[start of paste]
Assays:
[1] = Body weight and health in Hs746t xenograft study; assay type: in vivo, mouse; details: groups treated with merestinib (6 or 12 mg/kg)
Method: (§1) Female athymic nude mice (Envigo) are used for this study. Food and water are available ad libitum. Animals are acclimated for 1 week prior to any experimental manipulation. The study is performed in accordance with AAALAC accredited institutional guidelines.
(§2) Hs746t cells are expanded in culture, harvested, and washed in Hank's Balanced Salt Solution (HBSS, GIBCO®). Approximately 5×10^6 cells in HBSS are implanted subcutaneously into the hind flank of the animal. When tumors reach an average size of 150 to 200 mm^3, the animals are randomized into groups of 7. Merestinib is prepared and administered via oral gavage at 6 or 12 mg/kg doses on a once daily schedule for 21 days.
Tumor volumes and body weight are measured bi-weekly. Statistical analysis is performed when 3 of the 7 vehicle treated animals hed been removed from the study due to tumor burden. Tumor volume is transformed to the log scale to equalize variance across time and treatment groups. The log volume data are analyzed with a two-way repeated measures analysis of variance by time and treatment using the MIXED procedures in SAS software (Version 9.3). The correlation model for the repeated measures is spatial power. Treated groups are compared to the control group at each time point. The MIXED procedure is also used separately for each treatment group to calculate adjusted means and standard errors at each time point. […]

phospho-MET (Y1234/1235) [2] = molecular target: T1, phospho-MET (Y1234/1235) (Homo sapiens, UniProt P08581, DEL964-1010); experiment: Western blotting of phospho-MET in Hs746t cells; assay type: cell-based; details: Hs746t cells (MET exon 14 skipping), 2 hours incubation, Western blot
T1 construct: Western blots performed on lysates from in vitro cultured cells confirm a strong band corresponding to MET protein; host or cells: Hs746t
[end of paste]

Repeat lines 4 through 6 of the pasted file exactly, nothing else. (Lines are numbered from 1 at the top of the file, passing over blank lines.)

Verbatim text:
(§2) Hs746t cells are expanded in culture, harvested, and washed in Hank's Balanced Salt Solution (HBSS, GIBCO®). Approximately 5×10^6 cells in HBSS are implanted subcutaneously into the hind flank of the animal. When tumors reach an average size of 150 to 200 mm^3, the animals are randomized into groups of 7. Merestinib is prepared and administered via oral gavage at 6 or 12 mg/kg doses on a once daily schedule for 21 days.
Tumor volumes and body weight are measured bi-weekly. Statistical analysis is performed when 3 of the 7 vehicle treated animals hed been removed from the study due to tumor burden. Tumor volume is transformed to the log scale to equalize variance across time and treatment groups. The log volume data are analyzed with a two-way repeated measures analysis of variance by time and treatment using the MIXED procedures in SAS software (Version 9.3). The correlation model for the repeated measures is spatial power. Treated groups are compared to the control group at each time point. The MIXED procedure is also used separately for each treatment group to calculate adjusted means and standard errors at each time point. […]

phospho-MET (Y1234/1235) [2] = molecular target: T1, phospho-MET (Y1234/1235) (Homo sapiens, UniProt P08581, DEL964-1010); experiment: Western blotting of phospho-MET in Hs746t cells; assay type: cell-based; details: Hs746t cells (MET exon 14 skipping), 2 hours incubation, Western blot